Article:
Loire-Nieuport 411 1/72 Azur

The Stuka is an icon of World War 2. Yet, it wasn’t even the original gull winged dive bomber…the French had this much before the Stuka prototype was ever produced. The French had, in my opinion the most beautiful dive bomber ever conceived which started with the Nieuport 140. Once merged with Loire the aircraft continued to be developed and eventually became the Loire Nieuport LN41 series – becoming the LN 401 and LN411.

The aircraft has seen very little recognition. It’s bizarrely even omitted from the French aviation tree in War Thunder – despite being the perfect first bomber or CAS aircraft for the French. So it was no surprise that the only true major international release of this model kit was by Azur who specialise in aircraft that no-one else sees the value in!

The boxart of the plane depicts it in it’s naval form – rather weirdly considering the aircraft (the LN411) was the Army version. I assume that the aircraft was meant to be released in both variants but ultimately the LN411 was chosen. I am unaware of records showing the Aeronavale markings being on the 411 but they’re what come with the kit and I decided to just go with it. Interestingly unlike a lot of aircraft the boxart shows the aircraft having camo that merges and blends – where as some aicraft have soft borders and other hard… French camo is wild!

Inside the box we get a nice selection of sprues, photoetch, and of course a vacuform canopy The vacuform canopy isn’t to be feared. They’re so intimidating but this was my third and it went swimmingly – so if you’re nervous trust me you can do it!

The sprues are nicely organised with wings on one side, fuselage on the other The quality is good – though I personally find that the detail is slightly easy to lose in the camoflague as there’s not a lot to this kit. I think overdramatising the fabric texture would’ve allowed it to show through more (see the Fiat G50 that I did). But that isn’t a bad thing – I also slightly over did the paint as only my third airbrushed model…oops!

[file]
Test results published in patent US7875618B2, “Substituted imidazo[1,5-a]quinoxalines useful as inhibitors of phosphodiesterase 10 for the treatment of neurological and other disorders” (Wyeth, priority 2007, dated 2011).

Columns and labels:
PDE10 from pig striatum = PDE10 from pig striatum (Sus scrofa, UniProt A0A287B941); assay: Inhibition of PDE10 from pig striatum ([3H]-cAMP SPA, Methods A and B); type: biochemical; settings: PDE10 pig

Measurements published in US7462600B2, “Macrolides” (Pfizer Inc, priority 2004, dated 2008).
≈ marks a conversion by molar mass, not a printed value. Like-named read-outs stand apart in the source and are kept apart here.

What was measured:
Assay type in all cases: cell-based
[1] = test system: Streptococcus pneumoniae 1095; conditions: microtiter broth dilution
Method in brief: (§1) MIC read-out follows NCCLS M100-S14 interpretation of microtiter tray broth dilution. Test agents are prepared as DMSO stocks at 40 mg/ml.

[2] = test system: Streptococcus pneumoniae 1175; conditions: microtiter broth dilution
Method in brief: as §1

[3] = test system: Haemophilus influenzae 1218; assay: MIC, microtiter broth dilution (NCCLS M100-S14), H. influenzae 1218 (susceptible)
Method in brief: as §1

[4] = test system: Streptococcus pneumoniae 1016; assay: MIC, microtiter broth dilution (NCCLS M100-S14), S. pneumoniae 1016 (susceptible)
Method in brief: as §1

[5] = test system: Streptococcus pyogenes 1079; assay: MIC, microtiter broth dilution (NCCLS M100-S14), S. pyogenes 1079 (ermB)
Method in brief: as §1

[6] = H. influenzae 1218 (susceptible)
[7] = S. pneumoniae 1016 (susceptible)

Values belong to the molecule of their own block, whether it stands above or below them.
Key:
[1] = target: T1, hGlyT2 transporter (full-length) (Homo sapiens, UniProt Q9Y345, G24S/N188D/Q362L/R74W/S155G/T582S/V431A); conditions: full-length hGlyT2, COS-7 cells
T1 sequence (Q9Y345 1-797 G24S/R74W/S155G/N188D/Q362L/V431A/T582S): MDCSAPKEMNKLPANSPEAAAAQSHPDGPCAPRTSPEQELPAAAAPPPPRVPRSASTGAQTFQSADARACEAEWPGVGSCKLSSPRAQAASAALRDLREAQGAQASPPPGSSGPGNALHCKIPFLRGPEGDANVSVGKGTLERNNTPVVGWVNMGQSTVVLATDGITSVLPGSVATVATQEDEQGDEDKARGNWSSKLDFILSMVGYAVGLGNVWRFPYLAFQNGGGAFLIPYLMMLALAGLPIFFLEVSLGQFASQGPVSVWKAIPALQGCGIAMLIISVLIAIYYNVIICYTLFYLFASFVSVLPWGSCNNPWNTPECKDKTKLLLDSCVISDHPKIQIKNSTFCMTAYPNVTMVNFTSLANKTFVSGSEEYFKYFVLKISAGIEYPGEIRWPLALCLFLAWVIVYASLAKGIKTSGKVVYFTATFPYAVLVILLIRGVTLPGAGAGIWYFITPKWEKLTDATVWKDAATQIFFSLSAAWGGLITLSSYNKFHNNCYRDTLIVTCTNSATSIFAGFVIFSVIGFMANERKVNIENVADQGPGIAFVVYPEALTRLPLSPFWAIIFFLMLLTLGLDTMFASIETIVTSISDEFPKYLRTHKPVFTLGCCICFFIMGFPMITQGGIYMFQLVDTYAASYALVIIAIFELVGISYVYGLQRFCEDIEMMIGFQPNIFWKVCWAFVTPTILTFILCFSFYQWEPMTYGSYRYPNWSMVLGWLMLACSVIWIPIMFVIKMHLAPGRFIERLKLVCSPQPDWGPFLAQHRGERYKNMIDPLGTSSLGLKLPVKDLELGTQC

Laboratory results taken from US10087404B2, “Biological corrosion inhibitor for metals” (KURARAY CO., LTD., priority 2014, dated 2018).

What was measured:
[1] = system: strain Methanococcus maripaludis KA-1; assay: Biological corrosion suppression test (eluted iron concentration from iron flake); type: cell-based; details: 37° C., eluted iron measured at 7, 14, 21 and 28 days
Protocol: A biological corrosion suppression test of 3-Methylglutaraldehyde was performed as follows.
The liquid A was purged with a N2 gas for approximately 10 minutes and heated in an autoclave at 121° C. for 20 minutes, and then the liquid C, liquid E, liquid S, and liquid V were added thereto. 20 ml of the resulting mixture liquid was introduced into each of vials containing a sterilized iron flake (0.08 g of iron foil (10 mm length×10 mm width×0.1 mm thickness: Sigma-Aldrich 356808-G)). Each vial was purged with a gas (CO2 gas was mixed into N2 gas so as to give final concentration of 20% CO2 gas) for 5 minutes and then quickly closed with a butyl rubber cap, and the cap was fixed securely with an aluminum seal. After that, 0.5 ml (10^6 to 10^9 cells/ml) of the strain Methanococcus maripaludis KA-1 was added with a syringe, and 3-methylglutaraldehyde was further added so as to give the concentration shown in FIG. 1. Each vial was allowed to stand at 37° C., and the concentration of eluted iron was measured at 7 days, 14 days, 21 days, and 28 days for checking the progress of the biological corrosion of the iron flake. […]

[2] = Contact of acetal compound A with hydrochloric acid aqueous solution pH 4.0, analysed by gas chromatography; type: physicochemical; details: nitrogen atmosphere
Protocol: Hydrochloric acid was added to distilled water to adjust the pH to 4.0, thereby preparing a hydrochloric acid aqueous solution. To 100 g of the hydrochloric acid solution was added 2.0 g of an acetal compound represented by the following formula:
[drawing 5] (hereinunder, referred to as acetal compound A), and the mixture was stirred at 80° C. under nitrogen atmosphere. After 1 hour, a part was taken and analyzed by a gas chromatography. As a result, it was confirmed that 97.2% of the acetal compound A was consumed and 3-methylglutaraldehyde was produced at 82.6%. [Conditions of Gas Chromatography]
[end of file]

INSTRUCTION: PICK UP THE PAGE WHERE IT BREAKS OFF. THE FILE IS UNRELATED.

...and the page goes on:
Speaking of paint, I have become a bit of a convert! I know – sacrilege! I used to be extremely dependent on Revell Aqua Colors….yet I finally gave in and transferred my heart and soul to Lifecolor! I think I actually had the Italian set before for doing my SM79 and MC200 but I brush painted them for the most part!

These are lovely sets as you have everything you need for the main camo and I now have a couple of sets…but as we are in French February at the moment we’ll be focusing purely on the Armee de l’Air set!

The paint went on really easily. Light grey on the bottom was done after finishing the upper surfaces. The order I went was dark grey, brown, and green. It was messy because this was with my old needle/nozzle (I had an airbrush that I thought I’d lost for 3 years after moving, found it, and thought it was fine…it wasn’t). So sadly this isn’t my neatest model but don’t let that deter you! The paints and the model are great. For anyone wondering I have a Harder & Steinbeck Infinity CR Plus – now with a new needle and nozzle!

Now as for the last few pieces; weathering, decals, and canopy…not in that order!

The decals were sublime! Outside of Cartograph which you get with all Airfix kits (And many others) I don’t think I’ve ever had decals as high quality as these. They really were good quality! The canopy was also relatively easy. Just using a really slow but steady method of cutting off all the big edges, and then slowly getting closer and closer with my little sewing scissors In the end I was proud of how it looked and I just painted it with the dark grey with my smallest Revell Painta brush! Finally, weathering was done with Humbrol Black Enamel Weathering wash and a bit of Revell weathering powder (black). This was so it looked used but not abused. Plus to balance out my mistakes!

Finally…a satin coat and we have our tri-tailed beauty.


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